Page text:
Reader comment: I enjoy your missives very much, and am glad to hear your kids are taking to the snow and skiing. It’s a great lifetime sport, in my opinion. Regarding your point that whatever replaces the U.S. dollar in the global financial system, it won’t be bitcoin, I actually agree. However, I don’t think bitcoin’s ultimate use is to replace the USD on a direct, one-for-one basis, as I think you imply.
So you miss the larger point of bitcoin, which is: It effectively competes with the USD on a sufficiently meaningful basis, which is all it needs to do to derive value. That is to say, it’s increasingly “valuable” because people increasingly use it as a store of value (complementary to gold, silver, real estate, etc.) in lieu of paper currencies.
Meanwhile, some share their own experiences with parenthood… and the loss of a parent…
Reader comment: Thank you so much for sharing your story about being a dad. I can easily see how without this epic trip with your kids and Kate, you would never have reconnected with them on a level you never knew possible. I am a father myself with grown adult kids and can identify how time can fly, and before you knew it, the children grew up and moved away.
Reader comment: “Grief never ends, but it changes. It’s a passage, not a place to stay. Grief is not a sign of weakness, nor a lack of faith. It is the price of love.”
Someone gave me the above saying about grief. It says everything in a few words. It really helped me when my mom died, and I have always remembered it. So sorry to hear of your mom’s passing.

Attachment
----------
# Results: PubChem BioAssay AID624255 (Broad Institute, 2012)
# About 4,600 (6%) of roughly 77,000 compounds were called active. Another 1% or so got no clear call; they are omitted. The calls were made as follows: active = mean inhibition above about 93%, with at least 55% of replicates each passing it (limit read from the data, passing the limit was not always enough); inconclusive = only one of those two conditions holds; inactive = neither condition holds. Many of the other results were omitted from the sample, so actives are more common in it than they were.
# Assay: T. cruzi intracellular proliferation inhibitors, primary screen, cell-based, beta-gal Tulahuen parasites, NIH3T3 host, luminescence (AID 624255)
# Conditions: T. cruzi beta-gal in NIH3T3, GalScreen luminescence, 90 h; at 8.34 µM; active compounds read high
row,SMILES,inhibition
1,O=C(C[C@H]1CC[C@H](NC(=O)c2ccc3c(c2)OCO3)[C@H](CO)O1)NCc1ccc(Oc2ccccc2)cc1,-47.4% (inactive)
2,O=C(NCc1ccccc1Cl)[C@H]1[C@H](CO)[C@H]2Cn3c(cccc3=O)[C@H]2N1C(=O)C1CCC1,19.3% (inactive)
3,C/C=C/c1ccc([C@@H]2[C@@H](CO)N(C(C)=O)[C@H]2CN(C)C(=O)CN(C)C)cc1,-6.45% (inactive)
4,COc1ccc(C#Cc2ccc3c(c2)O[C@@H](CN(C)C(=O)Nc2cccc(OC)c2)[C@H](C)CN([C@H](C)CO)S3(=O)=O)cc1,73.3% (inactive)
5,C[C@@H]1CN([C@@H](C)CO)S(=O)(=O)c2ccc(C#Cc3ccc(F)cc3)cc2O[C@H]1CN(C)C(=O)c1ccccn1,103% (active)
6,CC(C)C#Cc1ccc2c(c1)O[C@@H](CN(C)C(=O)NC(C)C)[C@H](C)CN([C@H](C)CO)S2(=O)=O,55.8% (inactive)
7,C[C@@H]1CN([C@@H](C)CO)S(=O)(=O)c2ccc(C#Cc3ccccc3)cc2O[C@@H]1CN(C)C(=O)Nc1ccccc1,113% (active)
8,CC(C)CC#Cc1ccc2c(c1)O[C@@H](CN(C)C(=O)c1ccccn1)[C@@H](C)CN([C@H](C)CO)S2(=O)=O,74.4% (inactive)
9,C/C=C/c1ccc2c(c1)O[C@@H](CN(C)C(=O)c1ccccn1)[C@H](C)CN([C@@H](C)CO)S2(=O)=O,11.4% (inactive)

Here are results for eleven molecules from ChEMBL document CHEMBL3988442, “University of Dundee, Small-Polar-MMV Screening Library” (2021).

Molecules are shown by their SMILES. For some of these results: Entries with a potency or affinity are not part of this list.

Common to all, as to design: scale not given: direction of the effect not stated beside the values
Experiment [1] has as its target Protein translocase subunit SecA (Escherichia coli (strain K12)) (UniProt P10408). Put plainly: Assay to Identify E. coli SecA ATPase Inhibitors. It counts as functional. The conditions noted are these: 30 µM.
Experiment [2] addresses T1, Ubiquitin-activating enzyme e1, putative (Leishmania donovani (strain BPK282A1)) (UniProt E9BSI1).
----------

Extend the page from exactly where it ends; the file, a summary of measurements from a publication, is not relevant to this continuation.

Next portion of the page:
And finally, others comment on the reader who called Tom a narcissist…
Reader comment: Perhaps the reason that you don’t like the word “narcissism” is that it is unflattering and implies that the person described by that word lacks empathy and concern for others. Ultimately, your behavior toward others will determine whether the moniker, narcissist, will be applied to you.
Best to avoid it by taking the time each day to focus on others and not on yourself all the time. You enjoy your readers praising your lifestyle and family structure, but it’s important to remember that most folks don’t have the mental, emotional, and financial ability to live as freely as you. Be grateful for what you have, and don’t forget to appreciate the millions of folks who contribute to your freedom.
Reader comment: It seems to me that a true narcissist could never question themselves in the way that you have. I appreciated all you wrote, and while some (like your reader using the label) might see it as self-justification, others, like me, will see it as a sharing of your creative process.
I think there are all sorts of ways to view the world and live in it, too, and your willingness and ability to bring new perspectives to those of us who can’t or wouldn’t travel like your family has seemed an act of generosity. The opposite of narcissism.
As long as your family is aligned with the goal, that is. My only caveat is that sooner or later, you will face a new unknown country that can be a wilderness at times, even with the best of maps: the teenage years of your children. You will then have to balance what you think is good for your family with their need to begin to learn to embrace the responsibility and freedom of self-determination.
How you handle their (possible, eventual) disagreement with the family plans will be a good way to sniff out any narcissistic tendencies. (I speak from experience. Nothing can be as humbling or freeing as being the parent of a teenager. They need training wheels and can also often have extremely good ideas and insights… especially into their parents’ character!)
Please continue sending your thoughts and questions to [email protected], and Tom will answer as many questions as he can in a future Friday mailbag edition.